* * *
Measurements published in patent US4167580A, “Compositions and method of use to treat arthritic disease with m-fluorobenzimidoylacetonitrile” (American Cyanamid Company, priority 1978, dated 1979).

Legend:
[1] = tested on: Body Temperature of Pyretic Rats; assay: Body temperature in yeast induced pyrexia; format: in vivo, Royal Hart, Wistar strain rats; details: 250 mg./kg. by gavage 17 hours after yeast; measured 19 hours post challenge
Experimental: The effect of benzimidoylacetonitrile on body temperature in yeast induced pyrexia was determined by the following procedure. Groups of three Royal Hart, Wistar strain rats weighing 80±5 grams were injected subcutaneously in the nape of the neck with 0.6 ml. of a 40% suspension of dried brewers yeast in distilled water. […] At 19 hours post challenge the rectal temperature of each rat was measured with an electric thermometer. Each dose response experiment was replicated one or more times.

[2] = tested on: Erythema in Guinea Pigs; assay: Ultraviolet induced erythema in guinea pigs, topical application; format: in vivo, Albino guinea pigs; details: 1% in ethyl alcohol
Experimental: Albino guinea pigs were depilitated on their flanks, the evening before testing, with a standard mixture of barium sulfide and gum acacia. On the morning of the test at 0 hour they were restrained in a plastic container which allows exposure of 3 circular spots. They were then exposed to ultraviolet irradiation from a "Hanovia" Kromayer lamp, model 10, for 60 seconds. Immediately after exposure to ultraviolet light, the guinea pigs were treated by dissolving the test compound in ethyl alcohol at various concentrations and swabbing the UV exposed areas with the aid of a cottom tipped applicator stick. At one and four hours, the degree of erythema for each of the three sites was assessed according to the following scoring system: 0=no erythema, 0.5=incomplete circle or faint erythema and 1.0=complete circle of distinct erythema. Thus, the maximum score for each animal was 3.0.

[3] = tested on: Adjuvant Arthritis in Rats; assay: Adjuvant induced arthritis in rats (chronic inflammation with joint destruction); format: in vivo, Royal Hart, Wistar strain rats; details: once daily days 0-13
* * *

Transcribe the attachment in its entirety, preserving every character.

Measurements published in patent US4167580A, “Compositions and method of use to treat arthritic disease with m-fluorobenzimidoylacetonitrile” (American Cyanamid Company, priority 1978, dated 1979).

Legend:
[1] = tested on: Body Temperature of Pyretic Rats; assay: Body temperature in yeast induced pyrexia; format: in vivo, Royal Hart, Wistar strain rats; details: 250 mg./kg. by gavage 17 hours after yeast; measured 19 hours post challenge
Experimental: The effect of benzimidoylacetonitrile on body temperature in yeast induced pyrexia was determined by the following procedure. Groups of three Royal Hart, Wistar strain rats weighing 80±5 grams were injected subcutaneously in the nape of the neck with 0.6 ml. of a 40% suspension of dried brewers yeast in distilled water. […] At 19 hours post challenge the rectal temperature of each rat was measured with an electric thermometer. Each dose response experiment was replicated one or more times.

[2] = tested on: Erythema in Guinea Pigs; assay: Ultraviolet induced erythema in guinea pigs, topical application; format: in vivo, Albino guinea pigs; details: 1% in ethyl alcohol
Experimental: Albino guinea pigs were depilitated on their flanks, the evening before testing, with a standard mixture of barium sulfide and gum acacia. On the morning of the test at 0 hour they were restrained in a plastic container which allows exposure of 3 circular spots. They were then exposed to ultraviolet irradiation from a "Hanovia" Kromayer lamp, model 10, for 60 seconds. Immediately after exposure to ultraviolet light, the guinea pigs were treated by dissolving the test compound in ethyl alcohol at various concentrations and swabbing the UV exposed areas with the aid of a cottom tipped applicator stick. At one and four hours, the degree of erythema for each of the three sites was assessed according to the following scoring system: 0=no erythema, 0.5=incomplete circle or faint erythema and 1.0=complete circle of distinct erythema. Thus, the maximum score for each animal was 3.0.

[3] = tested on: Adjuvant Arthritis in Rats; assay: Adjuvant induced arthritis in rats (chronic inflammation with joint destruction); format: in vivo, Royal Hart, Wistar strain rats; details: once daily days 0-13